Mundinger, M. O., Kane, R. L., Lenz, E. R., Totten, A. M., Tsai, W. Y., Cleary, P. D., ... & Shelanski, M. L. (2000). Primary care outcomes in patients treated by nurse practitioners or physicians: a randomized trial.Jama, 283(1), 59-68.

    Lenz, E. R., Mundinger, M. O. N., Kane, R. L., Hopkins, S. C., & Lin, S. X. (2004). Primary care outcomes in patients treated by nurse practitioners or physicians: two-year follow-up. Medical Care Research and Review, 61(3), 332-351.

    Hoffman, L. A., Tasota, F. J., Zullo, T. G., Scharfenberg, C., & Donahoe, M. P. (2005). Outcomes of care managed by an acute care nurse practitioner/attending physician team in a subacute medical intensive care unit. American Journal of Critical Care, 14(2), 121-130.

    Horrocks, S., Anderson, E., & Salisbury, C. (2002). Systematic review of whether nurse practitioners working in primary care can provide equivalent care to doctors. Bmj, 324(7341), 819-823.

    Newhouse, R. P., Stanik-Hutt, J., White, K. M., Johantgen, M., Bass, E. B., Zangaro, G., ... & Weiner, J. P. (2011). Advanced practice nurse outcomes 1990-2008: a systematic review. Nursing Economics, 29(5), 230.

    Litaker, D., MION, L. C., Planavsky, L., Kippes, C., Mehta, N., & Frolkis, J. (2003). Physician–nurse practitioner teams in chronic disease management: the impact on costs, clinical effectiveness, and patients' perception of care.Journal of interprofessional care, 17(3), 223-237.

    Sackett, D. L., Spitzer, W. O., Gent, M., Roberts, R. S., HAY, W. I., LEFROY, G. M., ... & GOLDSMITH, C. H. (1974). The Burlington randomized trial of the nurse practitioner: health outcomes of patients.Annals of Internal Medicine, 80(2), 137-142.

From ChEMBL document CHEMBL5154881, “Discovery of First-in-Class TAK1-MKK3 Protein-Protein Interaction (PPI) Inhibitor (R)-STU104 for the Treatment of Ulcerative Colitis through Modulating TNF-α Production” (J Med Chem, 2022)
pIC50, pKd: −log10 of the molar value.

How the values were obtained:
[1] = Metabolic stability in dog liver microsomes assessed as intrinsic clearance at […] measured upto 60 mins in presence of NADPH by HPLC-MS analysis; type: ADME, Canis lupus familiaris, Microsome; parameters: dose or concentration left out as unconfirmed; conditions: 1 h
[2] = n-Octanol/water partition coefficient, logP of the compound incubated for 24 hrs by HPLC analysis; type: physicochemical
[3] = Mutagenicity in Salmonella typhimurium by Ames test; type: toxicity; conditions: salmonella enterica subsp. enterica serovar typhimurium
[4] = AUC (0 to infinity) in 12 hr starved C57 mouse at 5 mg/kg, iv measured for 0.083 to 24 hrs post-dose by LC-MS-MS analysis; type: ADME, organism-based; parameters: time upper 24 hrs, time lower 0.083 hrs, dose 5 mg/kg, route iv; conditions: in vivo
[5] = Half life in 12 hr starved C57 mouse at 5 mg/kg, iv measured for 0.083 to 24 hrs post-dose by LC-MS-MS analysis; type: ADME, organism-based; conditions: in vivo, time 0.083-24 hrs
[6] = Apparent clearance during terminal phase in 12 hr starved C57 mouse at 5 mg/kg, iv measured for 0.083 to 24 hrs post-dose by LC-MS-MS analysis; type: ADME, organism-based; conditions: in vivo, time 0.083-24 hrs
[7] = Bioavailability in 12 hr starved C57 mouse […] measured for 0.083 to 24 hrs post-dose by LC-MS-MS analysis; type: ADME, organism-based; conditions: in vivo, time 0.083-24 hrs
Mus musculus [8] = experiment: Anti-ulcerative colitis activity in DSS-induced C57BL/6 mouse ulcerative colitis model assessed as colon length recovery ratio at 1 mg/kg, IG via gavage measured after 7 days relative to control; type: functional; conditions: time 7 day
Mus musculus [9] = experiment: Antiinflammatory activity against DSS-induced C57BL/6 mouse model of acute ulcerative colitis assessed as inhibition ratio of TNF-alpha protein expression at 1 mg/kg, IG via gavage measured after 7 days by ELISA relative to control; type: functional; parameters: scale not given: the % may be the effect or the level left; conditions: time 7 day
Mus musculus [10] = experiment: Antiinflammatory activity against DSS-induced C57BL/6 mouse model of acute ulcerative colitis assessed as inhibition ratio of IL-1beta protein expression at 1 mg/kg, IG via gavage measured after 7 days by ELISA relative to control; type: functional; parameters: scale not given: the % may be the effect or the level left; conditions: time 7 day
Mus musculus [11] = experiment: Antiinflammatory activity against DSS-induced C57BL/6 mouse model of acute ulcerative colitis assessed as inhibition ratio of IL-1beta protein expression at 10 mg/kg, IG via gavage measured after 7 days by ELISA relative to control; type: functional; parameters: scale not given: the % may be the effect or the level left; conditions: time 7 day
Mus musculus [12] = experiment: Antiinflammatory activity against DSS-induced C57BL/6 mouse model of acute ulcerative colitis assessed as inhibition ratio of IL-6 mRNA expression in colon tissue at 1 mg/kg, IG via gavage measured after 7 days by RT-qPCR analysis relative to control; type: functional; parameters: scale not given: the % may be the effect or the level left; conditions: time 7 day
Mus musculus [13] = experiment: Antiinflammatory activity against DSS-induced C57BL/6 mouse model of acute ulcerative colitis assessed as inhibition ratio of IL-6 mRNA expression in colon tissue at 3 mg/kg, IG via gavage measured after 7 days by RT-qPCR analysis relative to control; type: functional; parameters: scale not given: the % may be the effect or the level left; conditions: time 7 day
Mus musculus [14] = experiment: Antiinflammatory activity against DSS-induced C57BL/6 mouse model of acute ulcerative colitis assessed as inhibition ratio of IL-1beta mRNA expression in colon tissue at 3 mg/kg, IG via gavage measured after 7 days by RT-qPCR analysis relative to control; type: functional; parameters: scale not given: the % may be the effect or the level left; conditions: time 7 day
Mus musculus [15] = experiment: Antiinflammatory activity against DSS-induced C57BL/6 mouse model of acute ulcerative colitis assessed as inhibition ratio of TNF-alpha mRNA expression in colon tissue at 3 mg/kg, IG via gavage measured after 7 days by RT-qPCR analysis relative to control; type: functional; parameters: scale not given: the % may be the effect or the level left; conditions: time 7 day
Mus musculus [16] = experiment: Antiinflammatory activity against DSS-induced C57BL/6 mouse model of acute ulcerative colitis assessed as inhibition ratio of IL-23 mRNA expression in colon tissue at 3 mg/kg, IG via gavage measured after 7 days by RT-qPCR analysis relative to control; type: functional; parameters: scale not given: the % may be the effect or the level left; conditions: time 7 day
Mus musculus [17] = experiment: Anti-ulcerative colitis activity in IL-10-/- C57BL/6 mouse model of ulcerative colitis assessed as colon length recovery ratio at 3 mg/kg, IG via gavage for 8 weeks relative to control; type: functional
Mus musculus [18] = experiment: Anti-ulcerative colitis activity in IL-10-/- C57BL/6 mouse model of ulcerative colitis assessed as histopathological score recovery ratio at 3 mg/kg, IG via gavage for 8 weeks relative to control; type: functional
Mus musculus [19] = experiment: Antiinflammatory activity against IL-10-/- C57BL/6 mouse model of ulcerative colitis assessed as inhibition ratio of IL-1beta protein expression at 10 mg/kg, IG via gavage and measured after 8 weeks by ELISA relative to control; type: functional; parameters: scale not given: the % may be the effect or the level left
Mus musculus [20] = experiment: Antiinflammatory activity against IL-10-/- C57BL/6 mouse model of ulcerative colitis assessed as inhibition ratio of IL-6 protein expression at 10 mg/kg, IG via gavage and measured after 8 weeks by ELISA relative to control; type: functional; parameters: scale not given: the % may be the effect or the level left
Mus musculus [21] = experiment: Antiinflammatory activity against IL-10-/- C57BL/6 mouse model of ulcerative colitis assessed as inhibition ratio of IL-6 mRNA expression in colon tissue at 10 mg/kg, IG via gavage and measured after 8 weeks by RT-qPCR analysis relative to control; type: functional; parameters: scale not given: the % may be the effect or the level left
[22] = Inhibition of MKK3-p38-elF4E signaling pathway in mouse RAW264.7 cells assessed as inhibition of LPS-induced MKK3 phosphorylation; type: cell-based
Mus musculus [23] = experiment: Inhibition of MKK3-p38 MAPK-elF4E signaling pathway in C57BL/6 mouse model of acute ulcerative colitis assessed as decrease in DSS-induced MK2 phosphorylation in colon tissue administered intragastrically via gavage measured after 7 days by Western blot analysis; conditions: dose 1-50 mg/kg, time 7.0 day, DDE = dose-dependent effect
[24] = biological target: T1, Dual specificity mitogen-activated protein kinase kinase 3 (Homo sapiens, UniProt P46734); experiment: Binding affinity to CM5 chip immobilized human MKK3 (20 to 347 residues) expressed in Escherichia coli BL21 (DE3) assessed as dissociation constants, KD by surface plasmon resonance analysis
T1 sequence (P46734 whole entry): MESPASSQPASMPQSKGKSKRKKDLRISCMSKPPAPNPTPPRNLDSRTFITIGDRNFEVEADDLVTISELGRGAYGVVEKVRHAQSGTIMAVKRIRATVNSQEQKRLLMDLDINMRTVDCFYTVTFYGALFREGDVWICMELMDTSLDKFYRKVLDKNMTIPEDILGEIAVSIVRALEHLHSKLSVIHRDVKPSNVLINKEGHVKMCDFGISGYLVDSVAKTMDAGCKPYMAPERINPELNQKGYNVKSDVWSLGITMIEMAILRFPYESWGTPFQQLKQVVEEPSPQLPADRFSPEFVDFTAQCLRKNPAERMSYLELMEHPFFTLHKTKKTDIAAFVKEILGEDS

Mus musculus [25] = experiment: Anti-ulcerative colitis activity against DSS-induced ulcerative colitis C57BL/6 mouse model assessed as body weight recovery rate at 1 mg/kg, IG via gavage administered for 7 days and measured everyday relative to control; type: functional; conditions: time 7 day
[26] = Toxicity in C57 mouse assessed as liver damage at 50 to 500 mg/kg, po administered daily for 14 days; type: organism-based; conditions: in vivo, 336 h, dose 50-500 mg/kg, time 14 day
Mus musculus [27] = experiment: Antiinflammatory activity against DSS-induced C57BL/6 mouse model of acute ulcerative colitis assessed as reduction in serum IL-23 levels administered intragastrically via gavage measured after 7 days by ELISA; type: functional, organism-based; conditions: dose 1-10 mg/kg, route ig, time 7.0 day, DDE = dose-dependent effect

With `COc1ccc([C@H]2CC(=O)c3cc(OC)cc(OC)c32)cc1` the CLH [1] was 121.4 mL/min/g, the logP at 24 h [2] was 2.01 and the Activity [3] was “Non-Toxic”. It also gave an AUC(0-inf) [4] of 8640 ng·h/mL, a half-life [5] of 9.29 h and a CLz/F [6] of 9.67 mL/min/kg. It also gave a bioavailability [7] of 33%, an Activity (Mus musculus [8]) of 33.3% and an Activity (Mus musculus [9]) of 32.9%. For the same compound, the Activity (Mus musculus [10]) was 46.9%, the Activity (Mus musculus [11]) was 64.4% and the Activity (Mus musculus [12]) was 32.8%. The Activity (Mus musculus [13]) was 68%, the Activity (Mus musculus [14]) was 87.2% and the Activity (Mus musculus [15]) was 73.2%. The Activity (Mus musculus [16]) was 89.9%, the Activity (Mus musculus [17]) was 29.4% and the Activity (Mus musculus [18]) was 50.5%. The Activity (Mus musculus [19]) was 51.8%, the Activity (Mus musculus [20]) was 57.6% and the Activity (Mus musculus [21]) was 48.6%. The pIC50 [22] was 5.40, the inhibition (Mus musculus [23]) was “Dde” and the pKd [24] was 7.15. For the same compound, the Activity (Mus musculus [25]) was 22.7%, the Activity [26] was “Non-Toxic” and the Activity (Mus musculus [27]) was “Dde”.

Nice!!!! We do it better!!! Though to be fair the lead authors like m. O. Mundinger are NPs, but data is data!

  • May 20

    I think for the betterment and advancement of nursing increasing the entry level education requirements should be considered, that said some of the best nurses I have ever known are diploma and ADN nurses. To the point of "fluff" courses I think they should actually be encouraged; consider how many physicians we work with are "socially awkward" because most of their training was hard sciences. The classics and humanities may not make for better clinicians but may make for more well rounded human beings. I believe in a classical education that emphasizes art, logic, and philosophy, if nothing else it will elevate conversation at the nurses station.

  • May 15

    I get the OP's point, or at least I think I get what they're saying. Basically "do something about it or quitcher ********".